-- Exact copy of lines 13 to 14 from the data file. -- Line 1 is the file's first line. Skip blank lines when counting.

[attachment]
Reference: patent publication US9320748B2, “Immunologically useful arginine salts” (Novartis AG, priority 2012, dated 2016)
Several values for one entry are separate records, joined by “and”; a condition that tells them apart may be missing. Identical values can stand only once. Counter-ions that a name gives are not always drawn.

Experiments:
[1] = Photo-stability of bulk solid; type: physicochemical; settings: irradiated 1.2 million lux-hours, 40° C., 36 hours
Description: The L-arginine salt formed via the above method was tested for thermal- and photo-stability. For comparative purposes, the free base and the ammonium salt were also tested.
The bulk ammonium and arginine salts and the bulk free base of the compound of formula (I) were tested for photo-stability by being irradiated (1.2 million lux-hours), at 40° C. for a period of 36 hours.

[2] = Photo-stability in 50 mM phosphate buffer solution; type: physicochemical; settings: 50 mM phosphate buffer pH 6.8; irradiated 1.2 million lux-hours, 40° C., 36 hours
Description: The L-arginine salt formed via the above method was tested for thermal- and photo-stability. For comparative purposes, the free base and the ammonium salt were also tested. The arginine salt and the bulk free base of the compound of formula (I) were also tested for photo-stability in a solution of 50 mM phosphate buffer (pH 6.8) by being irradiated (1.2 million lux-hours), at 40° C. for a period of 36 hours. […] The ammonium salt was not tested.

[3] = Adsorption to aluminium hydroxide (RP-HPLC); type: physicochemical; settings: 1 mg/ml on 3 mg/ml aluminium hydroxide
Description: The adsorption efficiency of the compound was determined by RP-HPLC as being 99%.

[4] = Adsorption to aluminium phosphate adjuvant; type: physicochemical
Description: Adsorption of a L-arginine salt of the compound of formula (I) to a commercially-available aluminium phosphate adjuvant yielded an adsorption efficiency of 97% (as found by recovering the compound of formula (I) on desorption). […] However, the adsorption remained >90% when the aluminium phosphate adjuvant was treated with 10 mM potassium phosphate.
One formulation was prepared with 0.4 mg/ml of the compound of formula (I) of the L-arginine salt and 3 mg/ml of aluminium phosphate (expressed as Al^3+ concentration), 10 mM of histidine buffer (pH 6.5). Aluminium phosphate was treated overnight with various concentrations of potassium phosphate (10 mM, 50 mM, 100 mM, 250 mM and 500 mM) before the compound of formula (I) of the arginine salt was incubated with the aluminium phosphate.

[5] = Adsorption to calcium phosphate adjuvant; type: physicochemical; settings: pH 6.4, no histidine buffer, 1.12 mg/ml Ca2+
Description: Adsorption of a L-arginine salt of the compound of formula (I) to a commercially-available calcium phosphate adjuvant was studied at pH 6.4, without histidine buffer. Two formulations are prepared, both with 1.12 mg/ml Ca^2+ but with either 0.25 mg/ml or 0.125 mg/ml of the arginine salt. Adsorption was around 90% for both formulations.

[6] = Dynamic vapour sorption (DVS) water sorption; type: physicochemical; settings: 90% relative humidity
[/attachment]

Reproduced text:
One formulation was prepared with 0.4 mg/ml of the compound of formula (I) of the L-arginine salt and 3 mg/ml of aluminium phosphate (expressed as Al^3+ concentration), 10 mM of histidine buffer (pH 6.5). Aluminium phosphate was treated overnight with various concentrations of potassium phosphate (10 mM, 50 mM, 100 mM, 250 mM and 500 mM) before the compound of formula (I) of the arginine salt was incubated with the aluminium phosphate.

[5] = Adsorption to calcium phosphate adjuvant; type: physicochemical; settings: pH 6.4, no histidine buffer, 1.12 mg/ml Ca2+